Pressures to reform are emerging from various actors that have a stake in how ECAs understand and implement their financing mandates. In particular, questions about the roles and responsibilities of ECAs in the global economy are emerging in three areas.
Responding to the rise of the east
The political economy of international energy financing is rapidly changing, particularly in Asia. A notable development is the growth of regional energy cooperation, including the rise of domestic and intraregional financing from sovereign banks and funds (Sovacool, 2009). Particularly after the collapse of banking sectors in many western countries in 2008, public investment from China, Japan, India and Singapore became increasingly influential in funding capital-intensive projects across Asia. In 2008, Asian ECAs that are members of the Berne Union provided $268 billion in export financing. In 2009, the State Bank of India (SBI) surged to the top of the global league table for project financing after European and North American banks had dominated the list for the better part of a decade (Santiago, 2010). Similarly, several Chinese banks are providing generous loans to Chinese developers engaged in energy projects in the region (EDF, 2009, p. 7). For example, the Bank of China and Sinosur, the Chinese ECA, provided financing to the Indonesian energy company PLN to cover the construction costs of two coal-powered plants and the Chinese Ex-Im Bank extended an $891 million loan in support of a coal-fired power plant in Sri Lanka (Krismantari, 2008). This trend toward greater intraregional financing is closely associated with the growing market share of Asian energy companies in the region (Tenenbaum and Izaguirre, 2010).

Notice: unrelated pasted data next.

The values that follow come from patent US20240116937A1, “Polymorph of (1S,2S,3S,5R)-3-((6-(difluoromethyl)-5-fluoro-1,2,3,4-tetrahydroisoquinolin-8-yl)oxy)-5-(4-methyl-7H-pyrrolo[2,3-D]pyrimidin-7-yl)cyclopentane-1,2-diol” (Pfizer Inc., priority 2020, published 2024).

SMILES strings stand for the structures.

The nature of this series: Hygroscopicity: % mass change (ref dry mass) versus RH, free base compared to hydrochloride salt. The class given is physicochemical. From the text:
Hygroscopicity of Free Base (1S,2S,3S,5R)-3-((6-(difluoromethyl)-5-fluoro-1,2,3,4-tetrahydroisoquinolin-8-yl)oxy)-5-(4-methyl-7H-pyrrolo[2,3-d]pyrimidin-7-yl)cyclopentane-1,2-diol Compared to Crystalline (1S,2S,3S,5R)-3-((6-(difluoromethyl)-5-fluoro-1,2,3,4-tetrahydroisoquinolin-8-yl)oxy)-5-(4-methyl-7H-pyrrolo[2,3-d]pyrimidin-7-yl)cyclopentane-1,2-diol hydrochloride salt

These developments are posing a challenge to the current OECD-centred governance arrangements. When international regulation is created and maintained by ‘clubs’ of governments, formal participation in rule making is exclusive and controlled by membership criteria (Drezner, 2007). While the homogeneity of participants may make it easier to find consensus and achieve compliance, rules created through ‘club’ structures are prone to leakage when they impose restrictions on members, but not nonmembers. In cases where the latter account for a large share of market transactions, rules that do not apply to all market participants may prove ineffective in harmonizing practice and place rule followers at a competitive disadvantage. The effectiveness of OECD rules in Asia is undermined by the fact that they do not formally apply to a number of non-OECD countries with well-financed ECAs that are increasingly active in the region, notably China.